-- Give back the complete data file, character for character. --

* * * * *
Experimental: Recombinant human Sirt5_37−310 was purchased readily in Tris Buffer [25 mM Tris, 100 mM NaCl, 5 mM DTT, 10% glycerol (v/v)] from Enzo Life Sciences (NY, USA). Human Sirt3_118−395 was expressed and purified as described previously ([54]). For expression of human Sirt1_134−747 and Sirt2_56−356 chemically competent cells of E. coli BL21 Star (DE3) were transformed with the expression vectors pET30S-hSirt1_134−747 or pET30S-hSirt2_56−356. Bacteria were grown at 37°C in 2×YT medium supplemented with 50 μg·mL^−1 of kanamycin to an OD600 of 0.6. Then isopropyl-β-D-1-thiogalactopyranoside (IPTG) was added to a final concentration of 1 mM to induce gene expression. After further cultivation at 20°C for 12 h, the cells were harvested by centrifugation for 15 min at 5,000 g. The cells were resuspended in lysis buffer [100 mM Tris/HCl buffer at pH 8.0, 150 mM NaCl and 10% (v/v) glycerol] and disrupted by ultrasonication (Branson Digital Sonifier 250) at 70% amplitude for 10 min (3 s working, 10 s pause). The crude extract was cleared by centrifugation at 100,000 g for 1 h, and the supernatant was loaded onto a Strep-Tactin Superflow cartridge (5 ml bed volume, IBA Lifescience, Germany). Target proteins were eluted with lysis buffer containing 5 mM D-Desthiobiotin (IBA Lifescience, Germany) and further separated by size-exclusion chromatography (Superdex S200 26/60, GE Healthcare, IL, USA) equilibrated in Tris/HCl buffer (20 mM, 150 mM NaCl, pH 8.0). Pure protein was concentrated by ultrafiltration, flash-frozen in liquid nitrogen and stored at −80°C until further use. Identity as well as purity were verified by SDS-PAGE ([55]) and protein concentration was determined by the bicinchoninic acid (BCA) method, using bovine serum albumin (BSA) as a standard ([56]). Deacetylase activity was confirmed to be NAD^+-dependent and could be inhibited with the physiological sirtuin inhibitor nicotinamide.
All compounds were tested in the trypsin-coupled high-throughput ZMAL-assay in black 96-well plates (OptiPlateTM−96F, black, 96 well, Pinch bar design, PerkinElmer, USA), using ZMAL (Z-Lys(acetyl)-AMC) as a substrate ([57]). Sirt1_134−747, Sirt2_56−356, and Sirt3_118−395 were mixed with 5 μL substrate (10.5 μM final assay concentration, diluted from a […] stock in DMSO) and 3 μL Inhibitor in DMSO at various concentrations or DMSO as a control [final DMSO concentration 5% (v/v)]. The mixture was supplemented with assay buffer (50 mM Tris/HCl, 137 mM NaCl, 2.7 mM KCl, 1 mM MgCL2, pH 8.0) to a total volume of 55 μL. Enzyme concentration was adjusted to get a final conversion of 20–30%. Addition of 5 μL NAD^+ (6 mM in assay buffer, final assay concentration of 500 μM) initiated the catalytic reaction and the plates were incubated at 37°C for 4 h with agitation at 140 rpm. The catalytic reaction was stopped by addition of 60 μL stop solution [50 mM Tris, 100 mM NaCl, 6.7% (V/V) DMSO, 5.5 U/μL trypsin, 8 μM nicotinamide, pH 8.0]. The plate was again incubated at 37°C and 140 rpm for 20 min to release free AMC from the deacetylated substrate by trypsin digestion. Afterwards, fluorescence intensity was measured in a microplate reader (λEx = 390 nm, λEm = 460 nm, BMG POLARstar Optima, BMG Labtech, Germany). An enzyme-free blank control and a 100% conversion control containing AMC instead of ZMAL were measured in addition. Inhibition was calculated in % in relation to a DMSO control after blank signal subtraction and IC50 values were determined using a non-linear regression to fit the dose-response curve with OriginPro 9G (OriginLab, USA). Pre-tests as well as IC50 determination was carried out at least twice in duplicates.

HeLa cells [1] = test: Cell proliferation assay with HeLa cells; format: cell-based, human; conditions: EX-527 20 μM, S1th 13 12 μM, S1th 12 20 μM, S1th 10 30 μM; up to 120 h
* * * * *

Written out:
Experimental: Recombinant human Sirt5_37−310 was purchased readily in Tris Buffer [25 mM Tris, 100 mM NaCl, 5 mM DTT, 10% glycerol (v/v)] from Enzo Life Sciences (NY, USA). Human Sirt3_118−395 was expressed and purified as described previously ([54]). For expression of human Sirt1_134−747 and Sirt2_56−356 chemically competent cells of E. coli BL21 Star (DE3) were transformed with the expression vectors pET30S-hSirt1_134−747 or pET30S-hSirt2_56−356. Bacteria were grown at 37°C in 2×YT medium supplemented with 50 μg·mL^−1 of kanamycin to an OD600 of 0.6. Then isopropyl-β-D-1-thiogalactopyranoside (IPTG) was added to a final concentration of 1 mM to induce gene expression. After further cultivation at 20°C for 12 h, the cells were harvested by centrifugation for 15 min at 5,000 g. The cells were resuspended in lysis buffer [100 mM Tris/HCl buffer at pH 8.0, 150 mM NaCl and 10% (v/v) glycerol] and disrupted by ultrasonication (Branson Digital Sonifier 250) at 70% amplitude for 10 min (3 s working, 10 s pause). The crude extract was cleared by centrifugation at 100,000 g for 1 h, and the supernatant was loaded onto a Strep-Tactin Superflow cartridge (5 ml bed volume, IBA Lifescience, Germany). Target proteins were eluted with lysis buffer containing 5 mM D-Desthiobiotin (IBA Lifescience, Germany) and further separated by size-exclusion chromatography (Superdex S200 26/60, GE Healthcare, IL, USA) equilibrated in Tris/HCl buffer (20 mM, 150 mM NaCl, pH 8.0). Pure protein was concentrated by ultrafiltration, flash-frozen in liquid nitrogen and stored at −80°C until further use. Identity as well as purity were verified by SDS-PAGE ([55]) and protein concentration was determined by the bicinchoninic acid (BCA) method, using bovine serum albumin (BSA) as a standard ([56]). Deacetylase activity was confirmed to be NAD^+-dependent and could be inhibited with the physiological sirtuin inhibitor nicotinamide.
All compounds were tested in the trypsin-coupled high-throughput ZMAL-assay in black 96-well plates (OptiPlateTM−96F, black, 96 well, Pinch bar design, PerkinElmer, USA), using ZMAL (Z-Lys(acetyl)-AMC) as a substrate ([57]). Sirt1_134−747, Sirt2_56−356, and Sirt3_118−395 were mixed with 5 μL substrate (10.5 μM final assay concentration, diluted from a […] stock in DMSO) and 3 μL Inhibitor in DMSO at various concentrations or DMSO as a control [final DMSO concentration 5% (v/v)]. The mixture was supplemented with assay buffer (50 mM Tris/HCl, 137 mM NaCl, 2.7 mM KCl, 1 mM MgCL2, pH 8.0) to a total volume of 55 μL. Enzyme concentration was adjusted to get a final conversion of 20–30%. Addition of 5 μL NAD^+ (6 mM in assay buffer, final assay concentration of 500 μM) initiated the catalytic reaction and the plates were incubated at 37°C for 4 h with agitation at 140 rpm. The catalytic reaction was stopped by addition of 60 μL stop solution [50 mM Tris, 100 mM NaCl, 6.7% (V/V) DMSO, 5.5 U/μL trypsin, 8 μM nicotinamide, pH 8.0]. The plate was again incubated at 37°C and 140 rpm for 20 min to release free AMC from the deacetylated substrate by trypsin digestion. Afterwards, fluorescence intensity was measured in a microplate reader (λEx = 390 nm, λEm = 460 nm, BMG POLARstar Optima, BMG Labtech, Germany). An enzyme-free blank control and a 100% conversion control containing AMC instead of ZMAL were measured in addition. Inhibition was calculated in % in relation to a DMSO control after blank signal subtraction and IC50 values were determined using a non-linear regression to fit the dose-response curve with OriginPro 9G (OriginLab, USA). Pre-tests as well as IC50 determination was carried out at least twice in duplicates.

HeLa cells [1] = test: Cell proliferation assay with HeLa cells; format: cell-based, human; conditions: EX-527 20 μM, S1th 13 12 μM, S1th 12 20 μM, S1th 10 30 μM; up to 120 h